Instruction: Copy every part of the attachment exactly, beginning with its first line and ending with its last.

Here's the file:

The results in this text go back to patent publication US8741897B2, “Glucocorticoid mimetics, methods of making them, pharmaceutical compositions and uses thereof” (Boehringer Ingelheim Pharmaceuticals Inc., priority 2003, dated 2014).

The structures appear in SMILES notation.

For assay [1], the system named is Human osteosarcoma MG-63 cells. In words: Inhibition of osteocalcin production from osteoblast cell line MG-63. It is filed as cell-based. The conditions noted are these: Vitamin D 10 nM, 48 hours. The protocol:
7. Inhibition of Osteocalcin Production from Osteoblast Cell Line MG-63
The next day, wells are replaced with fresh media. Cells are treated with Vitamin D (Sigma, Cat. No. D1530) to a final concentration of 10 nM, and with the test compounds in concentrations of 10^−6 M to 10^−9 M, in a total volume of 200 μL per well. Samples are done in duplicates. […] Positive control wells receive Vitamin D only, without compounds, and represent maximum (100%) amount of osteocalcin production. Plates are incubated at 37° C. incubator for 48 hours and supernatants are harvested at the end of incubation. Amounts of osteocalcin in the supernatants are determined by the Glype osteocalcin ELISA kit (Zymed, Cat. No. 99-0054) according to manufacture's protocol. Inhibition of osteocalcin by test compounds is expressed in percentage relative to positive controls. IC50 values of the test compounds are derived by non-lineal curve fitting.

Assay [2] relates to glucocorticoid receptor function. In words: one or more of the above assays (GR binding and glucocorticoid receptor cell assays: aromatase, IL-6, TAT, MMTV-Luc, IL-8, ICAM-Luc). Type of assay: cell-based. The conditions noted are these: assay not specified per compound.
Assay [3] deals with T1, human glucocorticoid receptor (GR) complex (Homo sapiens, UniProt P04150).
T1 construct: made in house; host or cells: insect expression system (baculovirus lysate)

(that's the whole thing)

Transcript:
The results in this text go back to patent publication US8741897B2, “Glucocorticoid mimetics, methods of making them, pharmaceutical compositions and uses thereof” (Boehringer Ingelheim Pharmaceuticals Inc., priority 2003, dated 2014).

The structures appear in SMILES notation.

For assay [1], the system named is Human osteosarcoma MG-63 cells. In words: Inhibition of osteocalcin production from osteoblast cell line MG-63. It is filed as cell-based. The conditions noted are these: Vitamin D 10 nM, 48 hours. The protocol:
7. Inhibition of Osteocalcin Production from Osteoblast Cell Line MG-63
The next day, wells are replaced with fresh media. Cells are treated with Vitamin D (Sigma, Cat. No. D1530) to a final concentration of 10 nM, and with the test compounds in concentrations of 10^−6 M to 10^−9 M, in a total volume of 200 μL per well. Samples are done in duplicates. […] Positive control wells receive Vitamin D only, without compounds, and represent maximum (100%) amount of osteocalcin production. Plates are incubated at 37° C. incubator for 48 hours and supernatants are harvested at the end of incubation. Amounts of osteocalcin in the supernatants are determined by the Glype osteocalcin ELISA kit (Zymed, Cat. No. 99-0054) according to manufacture's protocol. Inhibition of osteocalcin by test compounds is expressed in percentage relative to positive controls. IC50 values of the test compounds are derived by non-lineal curve fitting.

Assay [2] relates to glucocorticoid receptor function. In words: one or more of the above assays (GR binding and glucocorticoid receptor cell assays: aromatase, IL-6, TAT, MMTV-Luc, IL-8, ICAM-Luc). Type of assay: cell-based. The conditions noted are these: assay not specified per compound.
Assay [3] deals with T1, human glucocorticoid receptor (GR) complex (Homo sapiens, UniProt P04150).
T1 construct: made in house; host or cells: insect expression system (baculovirus lysate)